PostPosted: Thu Nov 20, 2003 11:24 am 
On a humerous way of looking at things, I like what Scott Adams said once... we're all idiots. We're just idiots in completely different ways.

On a serious note, touching on what htg said... I have heard of this research done by Richard J. Herrnstein and Charles Murray in a book called The Bell Curve: Intelligence and Class Structure in American Life, and the book discusses the differences in the average IQ's amongst different races.

Now, objectively I've heard their research doesn't hold up to scrutiny, and that neither author has a reputation of showing any interest in the subject matter before or after this book.

On the other hand, with as controversial of a subject matter as it is, I'm not sure if its possible to objectively critique it, or even voice agreement with it.

...Just thought I would toss that out there for discussion.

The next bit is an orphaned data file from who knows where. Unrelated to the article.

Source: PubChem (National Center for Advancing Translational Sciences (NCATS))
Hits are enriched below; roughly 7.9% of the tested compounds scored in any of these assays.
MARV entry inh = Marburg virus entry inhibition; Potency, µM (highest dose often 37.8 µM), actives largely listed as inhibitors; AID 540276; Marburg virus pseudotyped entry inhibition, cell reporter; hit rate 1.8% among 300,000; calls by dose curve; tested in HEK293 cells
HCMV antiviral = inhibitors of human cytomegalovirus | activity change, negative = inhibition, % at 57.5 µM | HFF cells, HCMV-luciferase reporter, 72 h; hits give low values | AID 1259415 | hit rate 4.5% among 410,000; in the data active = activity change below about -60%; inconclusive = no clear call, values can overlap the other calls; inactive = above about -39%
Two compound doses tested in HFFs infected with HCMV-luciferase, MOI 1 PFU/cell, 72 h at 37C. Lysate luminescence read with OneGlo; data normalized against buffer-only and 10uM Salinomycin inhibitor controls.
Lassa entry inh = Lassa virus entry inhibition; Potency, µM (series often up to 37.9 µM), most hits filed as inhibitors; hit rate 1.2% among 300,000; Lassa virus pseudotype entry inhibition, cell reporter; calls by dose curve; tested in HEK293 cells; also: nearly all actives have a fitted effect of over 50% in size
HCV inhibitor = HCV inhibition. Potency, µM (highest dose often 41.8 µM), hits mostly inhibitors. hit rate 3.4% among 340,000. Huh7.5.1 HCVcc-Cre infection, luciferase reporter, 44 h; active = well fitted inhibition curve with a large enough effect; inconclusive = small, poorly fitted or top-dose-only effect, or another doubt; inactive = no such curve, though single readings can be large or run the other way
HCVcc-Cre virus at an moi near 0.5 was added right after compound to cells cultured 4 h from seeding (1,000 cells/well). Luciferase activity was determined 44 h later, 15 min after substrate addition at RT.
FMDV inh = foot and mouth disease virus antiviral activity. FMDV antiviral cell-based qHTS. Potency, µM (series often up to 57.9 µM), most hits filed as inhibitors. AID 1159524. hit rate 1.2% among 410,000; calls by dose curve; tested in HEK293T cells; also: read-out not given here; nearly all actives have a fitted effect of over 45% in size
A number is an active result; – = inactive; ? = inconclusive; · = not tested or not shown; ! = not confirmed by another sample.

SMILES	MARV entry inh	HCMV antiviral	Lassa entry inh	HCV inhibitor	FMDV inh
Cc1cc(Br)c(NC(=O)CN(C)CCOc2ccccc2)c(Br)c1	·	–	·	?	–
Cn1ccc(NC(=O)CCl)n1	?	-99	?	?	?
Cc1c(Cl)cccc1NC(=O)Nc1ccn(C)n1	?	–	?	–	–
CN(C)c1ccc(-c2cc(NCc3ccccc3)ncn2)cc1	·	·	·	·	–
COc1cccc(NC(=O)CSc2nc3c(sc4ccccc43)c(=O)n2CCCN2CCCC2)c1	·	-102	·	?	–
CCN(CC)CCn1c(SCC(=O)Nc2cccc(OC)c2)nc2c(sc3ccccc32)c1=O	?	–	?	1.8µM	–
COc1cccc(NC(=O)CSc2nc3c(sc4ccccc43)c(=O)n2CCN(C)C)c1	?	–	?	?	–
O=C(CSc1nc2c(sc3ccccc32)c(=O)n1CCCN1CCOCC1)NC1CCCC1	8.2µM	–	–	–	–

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 Post subject:
PostPosted: Thu Nov 20, 2003 1:04 pm 
Raif wrote:
That's not exactly true, since your score on the test divided by age will always drop. So according to the tests, the older you get, the dumber. :)

Besides, it should be undisputed that your ability to learn changes drastically throughout your life, be the reasons natural or unnatural. Hell, it can change drastically from hour to hour.


Not according to psychology, no.

And while, yes, the brain does decrease and increase in activity on a few-hours cycle, the ability of an individual to learn and retain information remains roughly constant throughout life.


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 Post subject:
PostPosted: Thu Nov 20, 2003 2:40 pm 
I love the questions that are on IQ tests.

E.G.

Which animal does not belong?
Horse
Cow
Mule
Kangaroo
Giraffe

The right answer is apparently 'kangaroo.' But an equally correct answer, if not MORE correct is also 'mule,' simply because mules are not a species. The tests are on crack, and made by a couple of monkeys who think they're really smart.